Is Alaska always dark? There are many rumors about Alaska being pitch dark for six months out of the year, during the winter season. This is simply not true! Alaska is a huge place, and many people do not realize the vast differences in the amount of darkness or light, depending on where you are in the state.
The differences are so significant that the sunrise across the state can vary from no official daylight hours to six hours and twenty-two minutes, depending on where you are during the shortest days of the winter!
Utqiaġvik, (pronounced UUT-kee-AH-vik), formally known as Barrow, Alaska, for example, does get extended darkness, but not for six months at a time as some would have you believe! For them, the sun sets on November 18th and rises again on January 23rd.
Even with “67 days of darkness”, Utqiaġvik still gets Polar Twilight hours where the sun sits just below the horizon.
Below the Arctic Circle
As for the rest of Alaska that sits near or below the Arctic Circle, our days are just short (how short depends on what area you are in). But we are not in “total darkness” 24/7.
With that being said, when it’s dark, it’s dark. Some moonless nights we have been out chasing the lights (the Aurora) have been so dark we couldn’t see our hands in front of our faces with the headlamps turned off.
This brings me to a few things you can do in the dark that we LOVE!
The Aurora has a few names:
The Northern Lights
For us locals, when someone says, “the lights are out,” the Northern Lights are what we are referring to.
The same thing is true with the stars. Although, the lights sometimes hog the attention of the cosmic show that presents a blanket of pure amazingness over the night sky.
When my grandma moved us to West Texas as a kid, I thought I had hit the motherload when it came to stargazing. I was soooooooo wrong! Now, and only now, have I hit the motherload.
I have never seen stars twinkle so bright, the Milky Way so bright and in such detail, or the beauty and vibrancy of shooting stars as I have since I came home to Alaska.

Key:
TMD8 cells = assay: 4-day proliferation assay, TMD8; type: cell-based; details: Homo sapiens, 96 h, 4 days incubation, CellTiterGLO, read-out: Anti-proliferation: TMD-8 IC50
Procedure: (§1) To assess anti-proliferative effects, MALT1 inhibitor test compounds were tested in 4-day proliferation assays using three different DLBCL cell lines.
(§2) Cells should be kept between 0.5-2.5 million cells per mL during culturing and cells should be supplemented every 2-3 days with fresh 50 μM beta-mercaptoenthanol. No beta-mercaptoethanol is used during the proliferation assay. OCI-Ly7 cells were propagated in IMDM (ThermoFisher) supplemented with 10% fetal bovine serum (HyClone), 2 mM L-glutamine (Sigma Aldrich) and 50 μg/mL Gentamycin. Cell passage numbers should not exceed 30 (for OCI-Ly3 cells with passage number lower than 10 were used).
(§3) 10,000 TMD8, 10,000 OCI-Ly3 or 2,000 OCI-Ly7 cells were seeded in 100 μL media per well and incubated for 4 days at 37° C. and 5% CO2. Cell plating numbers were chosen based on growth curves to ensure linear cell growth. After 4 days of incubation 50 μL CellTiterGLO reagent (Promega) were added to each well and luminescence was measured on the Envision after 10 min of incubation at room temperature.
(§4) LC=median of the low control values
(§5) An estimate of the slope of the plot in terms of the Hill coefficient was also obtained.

It. Is. AMAZING.
There are times that we can see shooting stars late in the afternoon when the sun is still up in the rest of the lower 48.
Still of the night
There is nothing better than sitting outside and hearing absolutely nothing until mother nature herself breaks that silence. In my opinion, stillness is something so many people are missing from their lives. When you get used to the quiet, it is incredible what you can hear.
You can hear the sound of the snow falling — the sound of a wind gust before you can feel it — the screech of a Lynx from deep in the woods, breaking the silence.
Hearing the wing flaps of an Owl just a few feet over your head with no other noise is pretty cool too!
As for Jack, the stillness is so intense at times he can hear a Vole from several feet away scurrying through the snow. He’ll learn one day that they are faster than him, and no, they don’t want to play ha-ha!
You sleep better
Okay, at least I sleep better!
The lack of road noise and other noises that people make is great for us over here on the less than populated side of the state. If you live off the highway, the winter traffic noise is minimal during the day, and at night it’s almost nonexistent.
When summer rolls around, that traffic noise is 24/7. That’s a huge difference! For me, between the traffic noise, and the extended daylight in the summer, it’s hard to sleep. Very. Hard. To. Sleep. So, I will take the extended darker hours and enjoy my semi-hibernation!
Is Alaska always dark?
To Daryl and I, the answer to that would be no, even when it’s dark outside. This is one of those examples where the answer varies depending on the perspective of who you are asking. Are the days short below the arctic circle? Absolutely! But, we are not in “total darkness” six months out of the year.
All in all, the short days through the winter months do not bother us. We take our vitamin D, charge our flashlights, and go on about our business. Or we enjoy whatever light show mother nature gives us. Whether it be the pastel colors that stretch across the sky when the sun is up or the twinkling of the stars at night, we enjoy it all.
It takes us to a simpler life that not many get to enjoy, and for that, we are grateful.
Comment below and tell us your favorite experience if you live here or have visited during the winter! Or let us know what you would like to experience!
Until next time…